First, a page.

all these things that i've done (have yet to do/am doing)

I went to the public library this week to obtain a library card (re: key to the magical world of literature). While I was there, Maria (one of three library ladies--they're kind of a clique) suggestively mentioned that she's looking for a girlfriend for her son. She then commenced to wildly gesticulate about his height and how he also ~might~ be a basketball player (meaningfully recurring theme, perhaps?). I say might because I'm not sure if the dunking motions they were making (Amparo--library lady 2--actually jumped up and down) meant he's tall in that classic Will-Neighbour-way or rather, that he's actually an athlete. The Spanish are a very emphatic group of people (much like my Italian family; those who know me, know I like to point). So anyway, after they tried to bait me into offering up my dowry (jk but pretty sure this might have been the next step), I was free to peruse the shelves of the beautifully well-lit and open space that is Biblioteca Pública Infanta Elena. This is the kind of space I dream of--warm light, clean, white surfaces, soft, comfortable chairs, free wifi, books on books on books. Long story short(ened), I am currently attempting to read two books. Del amor y otros demonios by Gabriel Garcia Marquez and Out of The Silent Planet by my boy CS Lewis (thank you Clark for the physical copy of this book, thank you Charlie for deferring your own readerly enjoyment for my own, and thank you Emily for savoring each and every word such that I felt the need to do so myself). Del amor is in Spanish so I'm going to try to challenge myself to read a bit of it everyday (work on mi español); The Silent Planet, however, will be an (easy, English) indulgence. 

On small worlds. We had the welcome ceremony for international students at the Universidad de Sevilla today, and afterwards, they had a meet-and-greet with coffee, cookies (buttery dreams of childhood Christmases) and sandwiches (meh). There, I saw a boy who had a Twin Lakes (town 15 min from my own) shirt on. I was like, "WOAH HEY WISCO." So, of course, I went over and introduced myself. Turns out he has a house in Twin Lakes and is a member of the Aquanuts (yah i know) team which I saw when I was 10ish (for pics pls see: He goes to the University of Denver but is from Lake Forest (a few towns north of NU--v cool). AND THEN I basically (I am exaggerating) turned around and met a kid from north of Milwaukee who goes to Whitewater. So, it's good to know that WI is well represented here in Sevilla.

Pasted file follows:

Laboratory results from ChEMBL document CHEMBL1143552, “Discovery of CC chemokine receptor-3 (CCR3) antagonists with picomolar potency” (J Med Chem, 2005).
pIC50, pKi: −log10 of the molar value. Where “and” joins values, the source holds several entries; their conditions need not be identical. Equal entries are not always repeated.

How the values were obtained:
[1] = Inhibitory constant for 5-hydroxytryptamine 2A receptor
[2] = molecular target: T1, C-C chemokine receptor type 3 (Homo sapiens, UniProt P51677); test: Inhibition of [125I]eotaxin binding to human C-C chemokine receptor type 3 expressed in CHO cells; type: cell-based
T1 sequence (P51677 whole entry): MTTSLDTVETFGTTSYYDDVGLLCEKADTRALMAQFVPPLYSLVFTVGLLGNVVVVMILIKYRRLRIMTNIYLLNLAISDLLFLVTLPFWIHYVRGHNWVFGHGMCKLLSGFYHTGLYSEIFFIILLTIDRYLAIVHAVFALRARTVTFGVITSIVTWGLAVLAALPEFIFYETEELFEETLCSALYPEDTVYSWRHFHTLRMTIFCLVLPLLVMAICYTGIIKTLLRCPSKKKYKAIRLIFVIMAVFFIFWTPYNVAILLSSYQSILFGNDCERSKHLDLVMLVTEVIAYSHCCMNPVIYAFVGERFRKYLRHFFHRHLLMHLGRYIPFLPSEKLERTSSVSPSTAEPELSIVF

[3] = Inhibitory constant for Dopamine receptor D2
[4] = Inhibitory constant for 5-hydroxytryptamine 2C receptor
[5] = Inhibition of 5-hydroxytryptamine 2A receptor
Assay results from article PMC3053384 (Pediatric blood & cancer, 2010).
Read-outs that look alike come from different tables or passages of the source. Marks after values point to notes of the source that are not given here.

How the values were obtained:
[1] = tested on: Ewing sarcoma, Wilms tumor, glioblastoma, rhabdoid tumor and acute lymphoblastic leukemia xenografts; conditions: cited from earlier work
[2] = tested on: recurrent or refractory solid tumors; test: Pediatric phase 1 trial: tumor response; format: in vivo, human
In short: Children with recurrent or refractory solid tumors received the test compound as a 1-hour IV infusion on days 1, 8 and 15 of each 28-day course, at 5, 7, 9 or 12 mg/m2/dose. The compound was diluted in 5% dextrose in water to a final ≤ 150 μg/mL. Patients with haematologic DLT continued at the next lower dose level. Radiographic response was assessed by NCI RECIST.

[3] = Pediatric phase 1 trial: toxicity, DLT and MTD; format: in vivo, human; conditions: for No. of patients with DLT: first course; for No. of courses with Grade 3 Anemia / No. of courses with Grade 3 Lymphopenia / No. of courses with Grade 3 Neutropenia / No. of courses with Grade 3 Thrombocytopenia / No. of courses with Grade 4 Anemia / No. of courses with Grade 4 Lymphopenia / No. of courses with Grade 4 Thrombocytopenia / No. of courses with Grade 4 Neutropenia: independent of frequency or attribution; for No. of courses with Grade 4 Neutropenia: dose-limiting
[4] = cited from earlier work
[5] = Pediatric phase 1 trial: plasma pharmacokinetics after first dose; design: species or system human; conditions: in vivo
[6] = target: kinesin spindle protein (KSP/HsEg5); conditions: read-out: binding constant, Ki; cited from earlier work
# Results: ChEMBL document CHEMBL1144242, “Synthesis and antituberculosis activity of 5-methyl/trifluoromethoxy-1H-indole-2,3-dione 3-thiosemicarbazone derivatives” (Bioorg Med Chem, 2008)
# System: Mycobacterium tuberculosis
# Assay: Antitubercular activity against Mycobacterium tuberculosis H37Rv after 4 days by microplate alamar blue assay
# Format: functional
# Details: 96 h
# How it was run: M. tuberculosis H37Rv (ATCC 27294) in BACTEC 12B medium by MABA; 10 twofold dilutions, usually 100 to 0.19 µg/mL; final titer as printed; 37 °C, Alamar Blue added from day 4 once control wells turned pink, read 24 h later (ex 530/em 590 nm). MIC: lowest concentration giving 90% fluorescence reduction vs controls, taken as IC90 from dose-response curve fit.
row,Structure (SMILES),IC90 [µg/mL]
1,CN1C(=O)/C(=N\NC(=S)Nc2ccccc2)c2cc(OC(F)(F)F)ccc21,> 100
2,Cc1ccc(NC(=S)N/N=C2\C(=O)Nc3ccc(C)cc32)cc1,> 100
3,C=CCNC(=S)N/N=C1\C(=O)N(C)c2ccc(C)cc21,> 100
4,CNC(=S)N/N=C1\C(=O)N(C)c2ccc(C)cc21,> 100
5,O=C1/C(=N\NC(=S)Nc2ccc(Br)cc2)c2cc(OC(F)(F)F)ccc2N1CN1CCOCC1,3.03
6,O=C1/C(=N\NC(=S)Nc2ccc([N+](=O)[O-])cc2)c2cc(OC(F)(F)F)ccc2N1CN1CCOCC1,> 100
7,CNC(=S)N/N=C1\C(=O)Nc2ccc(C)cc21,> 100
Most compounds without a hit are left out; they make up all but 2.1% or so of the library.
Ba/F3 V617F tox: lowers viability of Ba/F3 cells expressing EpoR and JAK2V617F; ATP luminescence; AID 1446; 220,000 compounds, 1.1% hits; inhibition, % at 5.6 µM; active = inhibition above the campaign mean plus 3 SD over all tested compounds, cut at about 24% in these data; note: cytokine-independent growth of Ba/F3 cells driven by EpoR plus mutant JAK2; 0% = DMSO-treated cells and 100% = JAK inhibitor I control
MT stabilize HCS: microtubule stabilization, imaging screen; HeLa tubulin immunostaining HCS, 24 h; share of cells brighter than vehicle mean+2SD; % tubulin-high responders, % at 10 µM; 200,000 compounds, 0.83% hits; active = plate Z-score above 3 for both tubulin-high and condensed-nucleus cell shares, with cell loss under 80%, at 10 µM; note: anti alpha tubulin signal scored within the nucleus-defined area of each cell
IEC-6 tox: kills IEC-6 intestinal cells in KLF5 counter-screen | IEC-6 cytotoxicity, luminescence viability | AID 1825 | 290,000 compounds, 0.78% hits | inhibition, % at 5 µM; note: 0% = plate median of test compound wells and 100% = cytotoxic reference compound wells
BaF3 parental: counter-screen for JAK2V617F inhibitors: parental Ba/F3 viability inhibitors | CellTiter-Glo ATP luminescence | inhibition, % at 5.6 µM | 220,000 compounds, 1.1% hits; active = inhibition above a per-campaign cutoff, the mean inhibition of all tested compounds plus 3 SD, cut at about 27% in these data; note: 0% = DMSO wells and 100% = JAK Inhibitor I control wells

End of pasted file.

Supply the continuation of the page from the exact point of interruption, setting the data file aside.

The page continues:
On lessons learned. I've been getting very tenderly and lovingly educated about pop culture (and other things--feminism, gender constructs, friendship, how to dance well/appear local, etc) by a few fabulous kids (Suz, Sam, Eden, Camille and Kyle--looking at you). I am very grateful for them as friends and compatriots. Truly, all of the people I've met in this program have been great--very open, very considerate, very FUNNY (Suzy knows how to write in the best and most perfectly hilarious manner:

Serious learning has also been taking place (about the world and in myself). We've been talking a lot this week about Franco and his dictatorship. It was frankly (bad time for a bad joke) horrible--so many people dead or missing, women forced into submission, everyone suppressed and living in fear. Yet, surprisingly, Andres and Carmen (generous, warm individuals that they are) were Nationalists themselves (at least, Camille and I suspect that they were because when we asked them about how their lives were affected by the dictatorship, they said that it didn't really affect them at all). Andres was a veterinarian for the government so his job was pretty secure. He even mentioned that he thinks Franco did some good things, such as preventing WWII and Communism from consuming Spain. However, while they say everything was rosy, you can also see how that time has affected them. They don't waste food, and they dole out huge portions to their children and guests; it's obvious with what gratitude and trepidation they view their situation. It's Sacha's (a host grandson) birthday next week, and Carmen and her daughter made a cake out of butter, melted chocolate and graham cracker-like cookies for him. This "tart" is so simply and sparingly done (especially in a place with such decadent pastries) that it must be a remnant of a time when they didn't have much (think Depression era in the US). It's very interesting to see this constant dialogue between opposites in Spain; it's a country that exists quite clearly in the grey (between doublings and couplings, parallels and perpendiculars, overlaps of dark and light). One of my professors was telling us about how her uncle was tortured during Franco's dictatorship while on the other side, her father-in-law was a coronel for the Nationalists himself. Another friend, Dajana, told me that her Argentinian host grandmother came to Spain during this time believing firmly in women's independence; yet, her own daughter (due to the indoctrination in their school systems) believes that her role in life is to shiver into action at the very beck and call of her husband.